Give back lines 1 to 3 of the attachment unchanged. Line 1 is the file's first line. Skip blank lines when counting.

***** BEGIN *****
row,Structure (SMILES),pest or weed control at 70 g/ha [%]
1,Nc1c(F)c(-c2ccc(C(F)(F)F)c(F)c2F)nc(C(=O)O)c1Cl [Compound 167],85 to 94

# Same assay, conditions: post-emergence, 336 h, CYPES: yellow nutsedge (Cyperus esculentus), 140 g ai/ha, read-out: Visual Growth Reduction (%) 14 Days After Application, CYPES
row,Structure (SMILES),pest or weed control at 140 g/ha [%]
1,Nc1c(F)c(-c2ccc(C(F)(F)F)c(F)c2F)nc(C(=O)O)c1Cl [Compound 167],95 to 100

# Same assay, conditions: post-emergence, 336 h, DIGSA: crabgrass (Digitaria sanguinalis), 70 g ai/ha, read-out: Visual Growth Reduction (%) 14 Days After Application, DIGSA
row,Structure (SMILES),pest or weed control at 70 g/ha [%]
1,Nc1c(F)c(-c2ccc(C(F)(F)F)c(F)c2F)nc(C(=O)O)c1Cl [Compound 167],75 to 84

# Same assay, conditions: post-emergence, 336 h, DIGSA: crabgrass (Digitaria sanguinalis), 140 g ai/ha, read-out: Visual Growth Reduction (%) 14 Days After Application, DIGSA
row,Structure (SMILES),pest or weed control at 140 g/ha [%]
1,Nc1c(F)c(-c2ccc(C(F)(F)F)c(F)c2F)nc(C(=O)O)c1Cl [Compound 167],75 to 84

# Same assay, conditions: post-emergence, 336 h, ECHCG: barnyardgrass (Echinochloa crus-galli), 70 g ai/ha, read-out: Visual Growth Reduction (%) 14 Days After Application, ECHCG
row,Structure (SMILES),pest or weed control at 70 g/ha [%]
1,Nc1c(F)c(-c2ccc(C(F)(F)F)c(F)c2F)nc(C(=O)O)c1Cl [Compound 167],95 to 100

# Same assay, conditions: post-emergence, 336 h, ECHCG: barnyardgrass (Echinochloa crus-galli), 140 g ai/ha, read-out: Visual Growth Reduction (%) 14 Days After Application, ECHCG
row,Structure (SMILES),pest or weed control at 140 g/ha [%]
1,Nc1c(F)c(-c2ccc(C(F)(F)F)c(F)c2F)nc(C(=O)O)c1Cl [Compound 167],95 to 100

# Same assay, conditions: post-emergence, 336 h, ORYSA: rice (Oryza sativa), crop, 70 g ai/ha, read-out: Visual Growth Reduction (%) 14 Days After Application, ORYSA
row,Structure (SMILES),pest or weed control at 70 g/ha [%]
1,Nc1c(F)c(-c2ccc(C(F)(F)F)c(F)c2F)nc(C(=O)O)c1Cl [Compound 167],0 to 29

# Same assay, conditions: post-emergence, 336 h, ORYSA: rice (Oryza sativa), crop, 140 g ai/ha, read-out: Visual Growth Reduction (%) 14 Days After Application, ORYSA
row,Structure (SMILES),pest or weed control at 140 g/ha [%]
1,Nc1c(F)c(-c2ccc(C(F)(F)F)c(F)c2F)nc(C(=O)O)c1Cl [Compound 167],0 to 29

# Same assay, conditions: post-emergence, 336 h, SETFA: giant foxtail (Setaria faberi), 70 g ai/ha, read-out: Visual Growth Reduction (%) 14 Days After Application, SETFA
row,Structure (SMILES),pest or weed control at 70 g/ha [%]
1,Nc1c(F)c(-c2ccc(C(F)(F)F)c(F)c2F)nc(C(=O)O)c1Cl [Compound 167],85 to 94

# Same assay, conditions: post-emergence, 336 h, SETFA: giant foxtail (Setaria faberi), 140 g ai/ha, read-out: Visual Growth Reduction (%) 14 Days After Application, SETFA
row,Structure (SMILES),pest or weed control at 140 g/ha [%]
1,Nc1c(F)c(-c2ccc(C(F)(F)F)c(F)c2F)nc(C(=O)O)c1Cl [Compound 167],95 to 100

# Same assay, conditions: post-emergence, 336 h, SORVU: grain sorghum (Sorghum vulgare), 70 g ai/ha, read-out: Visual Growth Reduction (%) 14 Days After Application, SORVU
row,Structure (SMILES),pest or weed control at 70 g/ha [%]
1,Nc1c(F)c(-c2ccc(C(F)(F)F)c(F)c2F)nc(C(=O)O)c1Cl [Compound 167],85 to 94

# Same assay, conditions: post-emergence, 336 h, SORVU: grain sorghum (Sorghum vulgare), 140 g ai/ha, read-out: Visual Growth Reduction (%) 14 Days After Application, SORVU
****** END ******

row,Structure (SMILES),pest or weed control at 70 g/ha [%]
1,Nc1c(F)c(-c2ccc(C(F)(F)F)c(F)c2F)nc(C(=O)O)c1Cl [Compound 167],85 to 94

# Same assay, conditions: post-emergence, 336 h, CYPES: yellow nutsedge (Cyperus esculentus), 140 g ai/ha, read-out: Visual Growth Reduction (%) 14 Days After Application, CYPES